A smart streetlight / File photo by Brittany Cruz-Fejeran

Seth Hall is co-founder of the community group San Diego Privacy, which is a member of the TRUST SD Coalition.

Two important recent events hint at whether San Diego is ready to responsibly handle the use of mass surveillance technology in our city.

The first was a recent agreement between community groups and the San Diego City Council.  Under the leadership of Council President Sean Elo-Rivera, we reached a solution to extend an important deadline for the city of San Diego to review and approve the use of all its existing technology. The community and City Council successfully worked together to avoid the “reset” of the ordinance proposed by the mayor and his outside consultant, which would have gutted important portions of the oversight process. The city now has three more years to get this part of its oversight responsibilities right. 

Everyone would like it to be done faster, but we all agree that getting it done right is more important than speed. 

The second important event was when the San Diego Police Department’s proposed policies for “smart streetlights” surveillance cameras and license plate trackers went to the City Council’s Public Safety Committee last week. 

There, the committee looked past the dozens of community members who showed up asking for major improvements, and looked past the Privacy Advisory Board of experts who have recommended major improvements, and also looked past the one councilmember who represents a district that will be burdened with a large number of devices, who determined that SDPD’s proposal needed a deeper look before moving on. 

Instead of listening to any of those stakeholder voices, three council members abandoned their oversight duties and simply rubber-stamped the department’s proposed policies, exactly as written. Perfect 10, on the first try? No notes? Really?

In 2020, the TRUST SD Coalition proposed and defended this surveillance oversight process because we believed that San Diego was ready to move beyond the oversimplified fights over surveillance of the past. We thought this city was ready to build bridges of collaboration between the community, city leaders, city departments and the many experts who reside in our city. We wanted to move past accusations of being pro-surveillance or anti-technology and instead ask: How can our city engage in Transparent and Responsible Use of Surveillance Technology?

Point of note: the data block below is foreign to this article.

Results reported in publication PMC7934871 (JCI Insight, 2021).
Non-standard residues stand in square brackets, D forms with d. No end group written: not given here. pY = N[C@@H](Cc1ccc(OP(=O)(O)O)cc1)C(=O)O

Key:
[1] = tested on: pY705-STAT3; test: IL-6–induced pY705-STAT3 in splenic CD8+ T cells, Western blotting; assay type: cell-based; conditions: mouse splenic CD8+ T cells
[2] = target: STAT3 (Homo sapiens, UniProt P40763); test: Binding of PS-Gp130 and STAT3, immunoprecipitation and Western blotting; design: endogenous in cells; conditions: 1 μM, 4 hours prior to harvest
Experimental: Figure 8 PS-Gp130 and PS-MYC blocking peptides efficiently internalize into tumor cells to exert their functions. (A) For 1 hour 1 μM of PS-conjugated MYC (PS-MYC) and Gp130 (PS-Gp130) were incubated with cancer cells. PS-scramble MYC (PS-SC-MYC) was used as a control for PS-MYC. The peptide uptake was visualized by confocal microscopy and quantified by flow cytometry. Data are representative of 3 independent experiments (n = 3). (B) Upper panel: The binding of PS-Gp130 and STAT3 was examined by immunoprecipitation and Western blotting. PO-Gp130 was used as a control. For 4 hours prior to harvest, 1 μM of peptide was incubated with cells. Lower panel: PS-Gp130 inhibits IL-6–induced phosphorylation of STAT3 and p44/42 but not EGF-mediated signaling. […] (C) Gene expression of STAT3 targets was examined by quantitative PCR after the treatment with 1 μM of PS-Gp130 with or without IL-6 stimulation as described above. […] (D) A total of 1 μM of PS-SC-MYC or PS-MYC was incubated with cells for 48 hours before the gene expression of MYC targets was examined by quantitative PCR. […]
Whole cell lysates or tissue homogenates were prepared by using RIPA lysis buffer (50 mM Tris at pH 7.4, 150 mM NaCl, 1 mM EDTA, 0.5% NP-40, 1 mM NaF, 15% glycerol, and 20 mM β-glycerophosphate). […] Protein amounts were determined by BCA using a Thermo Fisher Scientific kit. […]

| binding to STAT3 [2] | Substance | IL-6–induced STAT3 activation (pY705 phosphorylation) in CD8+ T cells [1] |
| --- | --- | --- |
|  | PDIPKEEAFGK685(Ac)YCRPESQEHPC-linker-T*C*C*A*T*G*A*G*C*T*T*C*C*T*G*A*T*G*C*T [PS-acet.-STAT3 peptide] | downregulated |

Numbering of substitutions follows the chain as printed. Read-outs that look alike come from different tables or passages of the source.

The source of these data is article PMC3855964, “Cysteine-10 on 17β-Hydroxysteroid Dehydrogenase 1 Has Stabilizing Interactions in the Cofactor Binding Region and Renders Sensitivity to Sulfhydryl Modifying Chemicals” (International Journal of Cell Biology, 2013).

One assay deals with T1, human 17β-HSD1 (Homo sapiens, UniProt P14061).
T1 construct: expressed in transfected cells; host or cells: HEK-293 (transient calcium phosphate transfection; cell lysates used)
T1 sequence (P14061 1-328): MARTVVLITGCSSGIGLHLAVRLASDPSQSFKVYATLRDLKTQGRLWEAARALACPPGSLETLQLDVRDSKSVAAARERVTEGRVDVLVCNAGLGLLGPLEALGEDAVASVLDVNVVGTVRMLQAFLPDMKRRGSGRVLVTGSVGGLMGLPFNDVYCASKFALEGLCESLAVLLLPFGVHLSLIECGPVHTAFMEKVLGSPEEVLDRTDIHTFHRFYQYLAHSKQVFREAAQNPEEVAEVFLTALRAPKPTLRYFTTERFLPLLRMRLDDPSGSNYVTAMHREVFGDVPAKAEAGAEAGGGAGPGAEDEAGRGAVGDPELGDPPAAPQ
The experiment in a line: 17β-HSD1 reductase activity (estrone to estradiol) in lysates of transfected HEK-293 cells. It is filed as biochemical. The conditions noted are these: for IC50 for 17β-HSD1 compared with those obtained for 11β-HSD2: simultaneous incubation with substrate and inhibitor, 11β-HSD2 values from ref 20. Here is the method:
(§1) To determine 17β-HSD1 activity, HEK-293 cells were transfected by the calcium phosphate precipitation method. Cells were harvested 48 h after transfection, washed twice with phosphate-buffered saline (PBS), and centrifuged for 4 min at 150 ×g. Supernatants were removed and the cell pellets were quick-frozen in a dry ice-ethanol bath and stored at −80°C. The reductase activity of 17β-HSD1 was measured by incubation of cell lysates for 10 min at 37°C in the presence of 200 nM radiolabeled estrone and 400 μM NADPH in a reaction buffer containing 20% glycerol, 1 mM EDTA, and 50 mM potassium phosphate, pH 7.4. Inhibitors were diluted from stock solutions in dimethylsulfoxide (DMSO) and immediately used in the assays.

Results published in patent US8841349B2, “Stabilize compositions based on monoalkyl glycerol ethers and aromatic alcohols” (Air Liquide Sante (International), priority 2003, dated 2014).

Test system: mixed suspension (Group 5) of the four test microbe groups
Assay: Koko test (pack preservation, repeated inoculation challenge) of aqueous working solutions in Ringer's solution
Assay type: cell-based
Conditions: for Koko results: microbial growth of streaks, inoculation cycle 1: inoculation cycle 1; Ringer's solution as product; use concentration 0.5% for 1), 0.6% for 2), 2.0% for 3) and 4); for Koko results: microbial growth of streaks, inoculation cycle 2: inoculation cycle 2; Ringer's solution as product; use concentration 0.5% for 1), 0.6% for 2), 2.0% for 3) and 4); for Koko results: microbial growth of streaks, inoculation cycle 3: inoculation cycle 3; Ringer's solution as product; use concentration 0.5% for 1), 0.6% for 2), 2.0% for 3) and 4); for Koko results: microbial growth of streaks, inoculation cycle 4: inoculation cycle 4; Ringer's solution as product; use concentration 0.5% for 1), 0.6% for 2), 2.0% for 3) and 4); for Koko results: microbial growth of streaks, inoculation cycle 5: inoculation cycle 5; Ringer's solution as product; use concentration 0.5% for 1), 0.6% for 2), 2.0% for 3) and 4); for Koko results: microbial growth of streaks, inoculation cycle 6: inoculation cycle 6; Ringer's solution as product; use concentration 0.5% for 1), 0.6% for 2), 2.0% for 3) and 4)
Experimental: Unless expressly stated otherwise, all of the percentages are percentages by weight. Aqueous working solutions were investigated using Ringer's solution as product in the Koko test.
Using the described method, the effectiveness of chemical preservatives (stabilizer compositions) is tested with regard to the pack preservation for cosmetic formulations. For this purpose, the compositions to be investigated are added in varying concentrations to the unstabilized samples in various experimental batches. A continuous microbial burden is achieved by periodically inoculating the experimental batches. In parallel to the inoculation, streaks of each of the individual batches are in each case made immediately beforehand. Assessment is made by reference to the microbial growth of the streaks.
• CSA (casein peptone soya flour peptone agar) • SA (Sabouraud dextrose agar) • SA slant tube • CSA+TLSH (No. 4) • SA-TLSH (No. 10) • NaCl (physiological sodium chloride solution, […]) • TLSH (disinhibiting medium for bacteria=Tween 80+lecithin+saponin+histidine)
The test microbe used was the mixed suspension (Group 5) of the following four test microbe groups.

Two different city councils agreed with us, unanimously. Presumably, neither voted to approve a robust, multi-stakeholder oversight process, just so councilmembers could whip out their ear plugs and rubber stamps. 

The “smart streetlights” technology is currently this city’s most controversial surveillance technology proposal. The Privacy Advisory Board did its job by examining the proposals the best they could, and making recommendations. The community has shown up tirelessly in this process; my own community group authored a painstakingly detailed report that identified 43 deficiencies in the proposed “smart streetlights” policies.

Yet it seems possible that councilmembers will not use their oversight power to improve even this, the most controversial proposal, from the most sensitive city department, in even one meaningful way. Why, then, did they vote unanimously to give themselves oversight?

When the smart streetlights and license plate tracking policies show up for full City Council consideration on Tuesday, Aug. 1 at 2 p.m., it would be right to expect that any serious city councilmember, who has any interest in protecting the public, will be holding in their hand not a rubber stamp, but instead a red pen ready to make the improvements San Diegans want and need. 

It would have been more efficient for everyone if those improvements had happened at the Public Safety Committee, and it’s a failure of Councilmembers Marni von Wilpert, Raul Campillo and Jennifer Campbell that it didn’t happen when it should have. It now falls to our full City Council to make sure we do things the right way. 

Everyone would like it to be done faster, but we all agree that getting it done right is more important than speed. 

Seth Hall is co-founder of the community group San Diego Privacy, which is a member of the TRUST SD Coalition.

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    1. Unbelievable article. The point of the committee’s is provide a forum to discuss issues. The committee’s did that and council listened. And the silent majority of supporters of this technology won. Trust SD wants less police and no technology in their place – this is a non-serious proposal that was rightly rejected.

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